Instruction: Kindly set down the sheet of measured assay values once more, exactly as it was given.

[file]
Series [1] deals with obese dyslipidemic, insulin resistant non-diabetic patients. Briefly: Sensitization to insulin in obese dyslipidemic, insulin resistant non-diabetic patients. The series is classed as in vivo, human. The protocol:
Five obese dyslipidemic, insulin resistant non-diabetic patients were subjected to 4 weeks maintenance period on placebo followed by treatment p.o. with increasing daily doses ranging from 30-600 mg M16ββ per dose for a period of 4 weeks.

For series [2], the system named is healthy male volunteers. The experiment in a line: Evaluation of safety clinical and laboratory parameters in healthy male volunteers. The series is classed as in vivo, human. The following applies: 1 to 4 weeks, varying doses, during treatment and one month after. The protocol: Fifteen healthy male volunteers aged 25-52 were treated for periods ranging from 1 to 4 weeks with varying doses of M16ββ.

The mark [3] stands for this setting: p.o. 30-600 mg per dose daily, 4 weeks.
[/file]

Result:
Series [1] deals with obese dyslipidemic, insulin resistant non-diabetic patients. Briefly: Sensitization to insulin in obese dyslipidemic, insulin resistant non-diabetic patients. The series is classed as in vivo, human. The protocol:
Five obese dyslipidemic, insulin resistant non-diabetic patients were subjected to 4 weeks maintenance period on placebo followed by treatment p.o. with increasing daily doses ranging from 30-600 mg M16ββ per dose for a period of 4 weeks.

For series [2], the system named is healthy male volunteers. The experiment in a line: Evaluation of safety clinical and laboratory parameters in healthy male volunteers. The series is classed as in vivo, human. The following applies: 1 to 4 weeks, varying doses, during treatment and one month after. The protocol: Fifteen healthy male volunteers aged 25-52 were treated for periods ranging from 1 to 4 weeks with varying doses of M16ββ.

The mark [3] stands for this setting: p.o. 30-600 mg per dose daily, 4 weeks.